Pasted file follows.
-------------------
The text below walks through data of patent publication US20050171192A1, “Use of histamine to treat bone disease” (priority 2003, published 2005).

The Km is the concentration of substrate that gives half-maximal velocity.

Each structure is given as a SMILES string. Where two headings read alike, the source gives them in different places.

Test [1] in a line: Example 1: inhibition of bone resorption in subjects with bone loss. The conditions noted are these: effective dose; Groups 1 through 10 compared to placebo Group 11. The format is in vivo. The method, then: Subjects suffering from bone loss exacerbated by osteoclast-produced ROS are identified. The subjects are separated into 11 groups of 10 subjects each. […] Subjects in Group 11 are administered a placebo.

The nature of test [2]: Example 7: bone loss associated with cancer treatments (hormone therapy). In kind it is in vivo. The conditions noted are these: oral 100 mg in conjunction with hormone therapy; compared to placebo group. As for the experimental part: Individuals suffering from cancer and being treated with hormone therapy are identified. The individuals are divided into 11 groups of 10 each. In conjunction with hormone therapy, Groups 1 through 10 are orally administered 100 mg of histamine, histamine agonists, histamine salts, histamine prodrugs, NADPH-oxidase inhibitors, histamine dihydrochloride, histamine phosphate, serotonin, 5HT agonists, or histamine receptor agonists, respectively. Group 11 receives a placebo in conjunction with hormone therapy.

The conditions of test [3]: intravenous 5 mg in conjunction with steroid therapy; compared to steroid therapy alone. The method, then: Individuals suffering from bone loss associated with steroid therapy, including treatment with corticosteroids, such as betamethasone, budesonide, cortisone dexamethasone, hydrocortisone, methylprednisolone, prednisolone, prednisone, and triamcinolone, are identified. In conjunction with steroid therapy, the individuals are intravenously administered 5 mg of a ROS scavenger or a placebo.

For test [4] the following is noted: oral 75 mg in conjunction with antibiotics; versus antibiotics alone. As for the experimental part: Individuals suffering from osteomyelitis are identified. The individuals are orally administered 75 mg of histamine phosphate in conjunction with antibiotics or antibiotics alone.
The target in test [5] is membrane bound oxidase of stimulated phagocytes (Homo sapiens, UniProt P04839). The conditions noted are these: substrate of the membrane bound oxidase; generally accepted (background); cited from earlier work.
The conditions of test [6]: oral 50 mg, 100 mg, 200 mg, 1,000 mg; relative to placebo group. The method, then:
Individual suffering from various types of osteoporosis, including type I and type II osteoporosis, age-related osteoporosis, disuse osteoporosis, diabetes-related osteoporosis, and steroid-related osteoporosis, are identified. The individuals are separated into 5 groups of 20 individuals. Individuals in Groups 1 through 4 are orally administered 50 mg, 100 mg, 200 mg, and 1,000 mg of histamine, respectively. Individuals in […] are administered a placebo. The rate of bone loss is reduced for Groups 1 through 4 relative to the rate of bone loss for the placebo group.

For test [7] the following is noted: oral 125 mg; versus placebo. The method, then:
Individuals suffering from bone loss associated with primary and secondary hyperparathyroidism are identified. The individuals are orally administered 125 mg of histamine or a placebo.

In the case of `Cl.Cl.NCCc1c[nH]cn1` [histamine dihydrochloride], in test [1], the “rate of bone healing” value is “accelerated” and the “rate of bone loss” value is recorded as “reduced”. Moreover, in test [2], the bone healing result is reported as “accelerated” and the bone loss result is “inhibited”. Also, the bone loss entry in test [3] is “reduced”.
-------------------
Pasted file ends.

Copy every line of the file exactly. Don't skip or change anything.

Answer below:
The text below walks through data of patent publication US20050171192A1, “Use of histamine to treat bone disease” (priority 2003, published 2005).

The Km is the concentration of substrate that gives half-maximal velocity.

Each structure is given as a SMILES string. Where two headings read alike, the source gives them in different places.

Test [1] in a line: Example 1: inhibition of bone resorption in subjects with bone loss. The conditions noted are these: effective dose; Groups 1 through 10 compared to placebo Group 11. The format is in vivo. The method, then: Subjects suffering from bone loss exacerbated by osteoclast-produced ROS are identified. The subjects are separated into 11 groups of 10 subjects each. […] Subjects in Group 11 are administered a placebo.

The nature of test [2]: Example 7: bone loss associated with cancer treatments (hormone therapy). In kind it is in vivo. The conditions noted are these: oral 100 mg in conjunction with hormone therapy; compared to placebo group. As for the experimental part: Individuals suffering from cancer and being treated with hormone therapy are identified. The individuals are divided into 11 groups of 10 each. In conjunction with hormone therapy, Groups 1 through 10 are orally administered 100 mg of histamine, histamine agonists, histamine salts, histamine prodrugs, NADPH-oxidase inhibitors, histamine dihydrochloride, histamine phosphate, serotonin, 5HT agonists, or histamine receptor agonists, respectively. Group 11 receives a placebo in conjunction with hormone therapy.

The conditions of test [3]: intravenous 5 mg in conjunction with steroid therapy; compared to steroid therapy alone. The method, then: Individuals suffering from bone loss associated with steroid therapy, including treatment with corticosteroids, such as betamethasone, budesonide, cortisone dexamethasone, hydrocortisone, methylprednisolone, prednisolone, prednisone, and triamcinolone, are identified. In conjunction with steroid therapy, the individuals are intravenously administered 5 mg of a ROS scavenger or a placebo.

For test [4] the following is noted: oral 75 mg in conjunction with antibiotics; versus antibiotics alone. As for the experimental part: Individuals suffering from osteomyelitis are identified. The individuals are orally administered 75 mg of histamine phosphate in conjunction with antibiotics or antibiotics alone.
The target in test [5] is membrane bound oxidase of stimulated phagocytes (Homo sapiens, UniProt P04839). The conditions noted are these: substrate of the membrane bound oxidase; generally accepted (background); cited from earlier work.
The conditions of test [6]: oral 50 mg, 100 mg, 200 mg, 1,000 mg; relative to placebo group. The method, then:
Individual suffering from various types of osteoporosis, including type I and type II osteoporosis, age-related osteoporosis, disuse osteoporosis, diabetes-related osteoporosis, and steroid-related osteoporosis, are identified. The individuals are separated into 5 groups of 20 individuals. Individuals in Groups 1 through 4 are orally administered 50 mg, 100 mg, 200 mg, and 1,000 mg of histamine, respectively. Individuals in […] are administered a placebo. The rate of bone loss is reduced for Groups 1 through 4 relative to the rate of bone loss for the placebo group.

For test [7] the following is noted: oral 125 mg; versus placebo. The method, then:
Individuals suffering from bone loss associated with primary and secondary hyperparathyroidism are identified. The individuals are orally administered 125 mg of histamine or a placebo.

In the case of `Cl.Cl.NCCc1c[nH]cn1` [histamine dihydrochloride], in test [1], the “rate of bone healing” value is “accelerated” and the “rate of bone loss” value is recorded as “reduced”. Moreover, in test [2], the bone healing result is reported as “accelerated” and the bone loss result is “inhibited”. Also, the bone loss entry in test [3] is “reduced”.